[3 min. read]
by Allan Jacks, vCISO
When I started my career in the military, I wanted to do all the cool stuff I heard about from my recruiter. But then week one started into my 6-month initial training course. I was given what seemed like a mountain of books to use and reference. Many of them were published by the Combined Communications Electronics Board which prescribed standards to be used when conducting communications within member nations. For successful communication, you must speak the same language and when it came to electronic communications, it had a standard and protocol that all who were involved adhered to.
This allowed successful communications between multiple parties to occur in an orderly manner.
As an engineer, we like to have order in our world, and by following templates, rules, guidelines, and best practices, we understand what to expect when implemented correctly.
A framework is exactly that!
What is a Cyber Security Framework?
From the NIST glossary, a Framework is defined as:
“A set of cybersecurity activities and references that are common across critical infrastructure sectors and are organized around particular outcomes. The Framework Core comprises four types of elements: Functions, Categories, Subcategories, and Informative References.”
NIST developed the Cybersecurity Framework in 2014 to provide voluntary guidance for critical infrastructure organizations.
Even though this framework may have been focused on critical infrastructure organizations initially, the NIST CSF is an excellent framework to follow and protect your company’s critical infrastructure. “The framework was developed with a focus on industries vital to national and economic security, including energy, banking, communications, and the defense industrial base. It has since proven flexible enough to be adopted voluntarily by large and small companies and organizations across all industry sectors, as well as by federal, state, and local governments.”
What Does the NIST CSF do?
Every company that relies on its network and the importance of its reliability should consider its network vital to economic security. The NIST Cybersecurity Framework is a proven framework to protect their business.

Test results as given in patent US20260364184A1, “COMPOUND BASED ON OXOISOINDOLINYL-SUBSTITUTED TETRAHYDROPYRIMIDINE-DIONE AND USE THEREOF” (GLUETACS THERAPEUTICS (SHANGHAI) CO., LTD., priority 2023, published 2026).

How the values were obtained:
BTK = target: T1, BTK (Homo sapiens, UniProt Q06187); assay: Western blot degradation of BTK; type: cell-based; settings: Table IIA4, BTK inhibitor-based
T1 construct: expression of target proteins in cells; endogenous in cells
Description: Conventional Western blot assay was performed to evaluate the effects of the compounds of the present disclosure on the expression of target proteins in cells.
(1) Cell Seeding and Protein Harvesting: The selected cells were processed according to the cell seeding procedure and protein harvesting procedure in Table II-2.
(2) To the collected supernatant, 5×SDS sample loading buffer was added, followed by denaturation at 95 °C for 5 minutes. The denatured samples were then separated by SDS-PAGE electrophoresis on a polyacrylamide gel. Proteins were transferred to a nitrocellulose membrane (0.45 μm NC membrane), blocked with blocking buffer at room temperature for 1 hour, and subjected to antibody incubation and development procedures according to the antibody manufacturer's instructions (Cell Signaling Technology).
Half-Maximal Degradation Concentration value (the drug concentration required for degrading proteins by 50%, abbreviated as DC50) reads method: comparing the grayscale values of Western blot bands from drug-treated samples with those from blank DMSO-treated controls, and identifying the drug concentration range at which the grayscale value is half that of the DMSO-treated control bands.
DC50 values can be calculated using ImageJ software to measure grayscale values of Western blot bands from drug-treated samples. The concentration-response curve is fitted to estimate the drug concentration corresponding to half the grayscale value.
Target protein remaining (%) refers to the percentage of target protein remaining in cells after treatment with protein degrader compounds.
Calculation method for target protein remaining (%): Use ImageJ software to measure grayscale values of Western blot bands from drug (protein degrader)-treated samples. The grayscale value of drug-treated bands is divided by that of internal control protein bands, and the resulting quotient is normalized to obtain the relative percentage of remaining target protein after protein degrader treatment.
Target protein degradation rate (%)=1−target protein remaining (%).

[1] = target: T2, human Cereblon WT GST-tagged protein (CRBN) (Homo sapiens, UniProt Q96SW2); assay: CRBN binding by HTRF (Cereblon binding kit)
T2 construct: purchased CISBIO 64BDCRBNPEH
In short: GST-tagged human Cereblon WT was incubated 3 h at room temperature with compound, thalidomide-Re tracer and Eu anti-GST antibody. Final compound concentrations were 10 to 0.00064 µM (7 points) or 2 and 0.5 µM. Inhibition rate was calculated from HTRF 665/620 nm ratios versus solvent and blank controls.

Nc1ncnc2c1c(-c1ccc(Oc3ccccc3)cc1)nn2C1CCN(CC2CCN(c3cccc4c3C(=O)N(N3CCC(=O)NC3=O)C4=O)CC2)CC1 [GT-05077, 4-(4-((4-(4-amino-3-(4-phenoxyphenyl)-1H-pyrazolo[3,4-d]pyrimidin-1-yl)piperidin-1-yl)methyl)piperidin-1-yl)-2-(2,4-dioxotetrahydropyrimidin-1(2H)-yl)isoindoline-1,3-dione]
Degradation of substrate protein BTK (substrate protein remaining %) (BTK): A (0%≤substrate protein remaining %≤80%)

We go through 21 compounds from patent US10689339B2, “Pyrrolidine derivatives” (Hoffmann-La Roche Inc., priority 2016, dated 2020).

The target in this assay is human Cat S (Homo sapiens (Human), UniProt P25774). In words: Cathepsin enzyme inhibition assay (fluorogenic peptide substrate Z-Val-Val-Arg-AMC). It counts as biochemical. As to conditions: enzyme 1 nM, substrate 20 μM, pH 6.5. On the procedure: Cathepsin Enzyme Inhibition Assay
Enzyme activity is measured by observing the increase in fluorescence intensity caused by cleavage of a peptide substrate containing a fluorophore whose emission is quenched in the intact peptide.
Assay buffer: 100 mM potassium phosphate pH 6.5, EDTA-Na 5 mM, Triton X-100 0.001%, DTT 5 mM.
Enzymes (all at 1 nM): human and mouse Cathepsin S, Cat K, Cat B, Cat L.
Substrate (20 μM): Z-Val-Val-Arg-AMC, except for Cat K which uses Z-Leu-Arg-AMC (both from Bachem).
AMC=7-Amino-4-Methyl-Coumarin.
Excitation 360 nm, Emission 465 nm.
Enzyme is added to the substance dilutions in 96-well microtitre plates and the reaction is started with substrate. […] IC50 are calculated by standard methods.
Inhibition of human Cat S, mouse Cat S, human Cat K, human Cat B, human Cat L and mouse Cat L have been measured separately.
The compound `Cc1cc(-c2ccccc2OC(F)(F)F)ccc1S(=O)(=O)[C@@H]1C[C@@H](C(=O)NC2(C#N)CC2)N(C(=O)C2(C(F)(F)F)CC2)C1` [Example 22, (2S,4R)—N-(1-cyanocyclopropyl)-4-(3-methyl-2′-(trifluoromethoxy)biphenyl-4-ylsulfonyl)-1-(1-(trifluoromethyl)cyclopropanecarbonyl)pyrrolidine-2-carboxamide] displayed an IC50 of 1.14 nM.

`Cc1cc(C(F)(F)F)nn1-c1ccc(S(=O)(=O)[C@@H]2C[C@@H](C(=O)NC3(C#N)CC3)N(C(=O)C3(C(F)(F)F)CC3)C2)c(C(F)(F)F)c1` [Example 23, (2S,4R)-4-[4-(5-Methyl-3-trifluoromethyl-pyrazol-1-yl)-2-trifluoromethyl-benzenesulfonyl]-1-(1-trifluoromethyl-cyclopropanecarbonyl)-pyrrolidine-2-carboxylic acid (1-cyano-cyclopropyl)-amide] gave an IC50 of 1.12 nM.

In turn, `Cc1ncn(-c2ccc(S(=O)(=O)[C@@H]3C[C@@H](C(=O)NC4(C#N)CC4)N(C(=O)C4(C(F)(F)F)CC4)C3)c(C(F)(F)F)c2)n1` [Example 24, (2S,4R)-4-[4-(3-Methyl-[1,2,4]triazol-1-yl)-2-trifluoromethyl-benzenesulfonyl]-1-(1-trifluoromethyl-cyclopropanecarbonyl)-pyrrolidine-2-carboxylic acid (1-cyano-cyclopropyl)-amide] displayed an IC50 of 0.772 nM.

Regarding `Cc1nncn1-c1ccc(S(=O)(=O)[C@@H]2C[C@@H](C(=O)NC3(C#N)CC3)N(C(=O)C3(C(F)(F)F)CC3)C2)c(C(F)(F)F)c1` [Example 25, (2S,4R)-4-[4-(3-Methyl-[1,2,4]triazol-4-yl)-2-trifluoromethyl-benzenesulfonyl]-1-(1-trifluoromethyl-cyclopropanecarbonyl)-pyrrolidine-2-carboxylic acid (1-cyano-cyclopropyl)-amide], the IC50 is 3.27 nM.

NIST CSF is made up of 5 core functions: Identify, Protect, Detect, Respond and Recover. These functions provide an overview of the cyclical process for managing cybersecurity risk.
First identify what your business’s core function is, what is the mission, and why it exists. What are the core assets that make up the business that needs to be secured? These can include physical assets and people. To continue the business, what third parties do I need to continue business successfully?
Second is the protection of the components identified to ensure the availability of infrastructure services. By protection, we limit the impact of a cybersecurity event through the implementation of policies and procedures, managing the maintenance of infrastructure, and establishing data protection to protect the confidentiality, integrity, and availability of the company’s information.
The third is to allow continuous monitoring of logs that can identify any anomalies occurring within the infrastructure that may point to a cybersecurity event.
Fourth is to detail the actions to be taken in the event a cybersecurity incident occurs. Being prepared to act and knowing what action to take before it occurs will allow an ordered process to limit the damage caused. By practicing what to do, the stakeholders will be better prepared in the event of an incident.
Finally, in the event of an incident implementing planning processes to restore assets to working order, will allow quicker return to service and return to business operations. Evaluating what went wrong, what went right, and what can be improved, will allow the optimization of the processes, and reduce cybersecurity risk to the organization.
Just like the Allied communications books that I read in the military, the NIST publications can be quite challenging to read. One does not just pick them up and follow from chapter one through the ending to fully secure your company’s system, though they do have a quick start guide which can be found here:
With the changing cybersecurity technologies and threats, NIST is currently working on updating the NIST Cybersecurity Framework to version 2.0. Information can be found here:
No company is too small to follow parts of the NIST CSF and by doing so, your company will be better prepared in the event of a cybersecurity incident.
Trust Morefield with NIST CSF
At Morefield, we can assist in providing guidance or assist you in implementing the NIST CSF Framework within your organization. Our team of experts is ready to start talking to you about your needs and goals. Contact our team now!